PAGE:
Friday, 14 December 2012

I have promised to

do an hour "collecting" for the Christmas Bowl Appeal this afternoon. I am, as always, doing this with mixed feelings. Yes, it is a worthy cause and most of the money collected will go where it is intended it should go. All the same I dislike the idea of standing there "asking" for money.
Fortunately I do not actually need to "ask". You just sit or stand there, smile nicely and hope that people will feel they want to contribute something. Yes, we have been told by the organiser not to approach people, especially at this particular location.
I would not approach people anyway. It is my belief that nobody should feel they are required to donate money to any cause at all. It should be left up to them.
I will never try and sell books of raffle tickets for the same reason. I cannot make myself approach my friends, neighbours and acquaintances and ask them to part with money in the hope of winning a car or a case of wine or some other "donated" goody. There are no raffle tickets involved this time, just a straightforward donation - if people want to give.
I know charities are constantly trying to come up with new ways to raise money. The "prizes" for "donating" have become even bigger. There are at least two local charities which raffle off houses each year. Cars, boats and caravans are now commonplace.
Someone I am vaguely acquainted with won a trailer filled with gardening equipment, electrical goods and toys. He lives in a city apartment, does not drive or have a garden. He has all the electrical goods he needs and no children. He gave the lot away with a shrug and perhaps it did more good that way. He had bought the ticket under pressure from a work colleague.
But I have other problems with charitable organisations. I know that far too much of the money gets wasted on administration and on the public face of the charity. I know that some of them replicate the work of other, similar charities and that administration is duplicated, as is money spent on the public face. I know that there are all sorts of issues inside charities. I know they struggle to get funds and volunteers and that many smaller charities are simply not able to compete.
I also know that they should supplement the work which should be done by government paid for by our taxes. They should not be a substitute - but all too often they are.

1 comment:

Sue Bursztynski said...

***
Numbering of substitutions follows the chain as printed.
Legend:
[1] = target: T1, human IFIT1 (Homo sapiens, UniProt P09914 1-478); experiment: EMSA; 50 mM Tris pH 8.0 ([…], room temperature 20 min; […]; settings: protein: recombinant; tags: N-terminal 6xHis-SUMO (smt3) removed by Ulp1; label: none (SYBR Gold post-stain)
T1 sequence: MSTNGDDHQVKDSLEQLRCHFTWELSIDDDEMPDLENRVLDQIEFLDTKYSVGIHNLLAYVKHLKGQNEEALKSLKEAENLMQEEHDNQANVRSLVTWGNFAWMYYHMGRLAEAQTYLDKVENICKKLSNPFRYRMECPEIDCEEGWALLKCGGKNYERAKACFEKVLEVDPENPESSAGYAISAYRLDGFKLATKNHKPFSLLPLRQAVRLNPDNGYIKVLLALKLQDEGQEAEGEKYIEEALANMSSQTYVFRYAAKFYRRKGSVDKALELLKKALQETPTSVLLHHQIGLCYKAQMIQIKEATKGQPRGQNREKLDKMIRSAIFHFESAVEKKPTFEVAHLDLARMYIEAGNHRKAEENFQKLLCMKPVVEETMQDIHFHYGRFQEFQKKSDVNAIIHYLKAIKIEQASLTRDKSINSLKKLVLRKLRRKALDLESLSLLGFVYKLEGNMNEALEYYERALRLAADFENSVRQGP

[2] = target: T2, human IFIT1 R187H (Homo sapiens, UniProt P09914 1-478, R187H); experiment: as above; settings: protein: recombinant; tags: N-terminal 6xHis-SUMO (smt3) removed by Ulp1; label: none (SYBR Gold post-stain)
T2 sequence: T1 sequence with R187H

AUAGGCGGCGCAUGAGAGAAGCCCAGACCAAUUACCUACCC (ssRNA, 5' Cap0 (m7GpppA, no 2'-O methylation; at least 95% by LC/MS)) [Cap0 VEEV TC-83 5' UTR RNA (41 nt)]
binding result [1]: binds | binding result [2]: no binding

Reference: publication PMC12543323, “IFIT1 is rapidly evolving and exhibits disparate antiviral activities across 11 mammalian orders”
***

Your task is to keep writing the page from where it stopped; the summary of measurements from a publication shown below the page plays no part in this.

You seem to be talking about a number of things here. I rattle a tin for the Royal Children's Hospital Good Friday Appeal each year. I think it a good thing to do. You don't "approach" people but you can't just stand there either. We walk past cars as they halt for the lights and those who want to donate roll down their windows. Simple as that. No government is ever going to do it all and some governments believe that helping the poor is ging to make us a "nanny state". I would rather not rely on them.

Each year, the Year 8 students at my school do fundraising for a charity of their choice. They research a number of them - and indeed, one question we ask them to look up is how much the charity spends on administration - and present to their fellow students to persuade them to choose the charity they want. Then they all vote by secret ballot and the winning charity is the one they all fundraise for. This year it was Save The Children. They learn so much from this activity. They learn how things are outside their suburb. They learn to work in teams. Those who are academic enjoy the challenge. Those who aren't have the chance to do something they like - eg, a sports match - and feel that they have achieved something(which they have!) . This year, we had a team of five boys, four of them with issues, who worked amazingly as a team. They made and sold pan cakes and ran a disco. I saw a boy who has been alone all year by choice make suggestions, smile and laugh for the first time. Another who never speaks if he can avoid it offered to negotiate with teachers. One who won't sit still in class took on a leadership role, organising the disco, took surveys, and another, an Asperger's boy, led the pancake making.

They have the pride of knowing they have helped others. And these aren't middle class kids with a "noblesse oblige" attitude, but some of the poorest in Australia, some of them refugees. If we relied on the government to do it all, they would have an attitude of,"Why bother? The pollies will do it."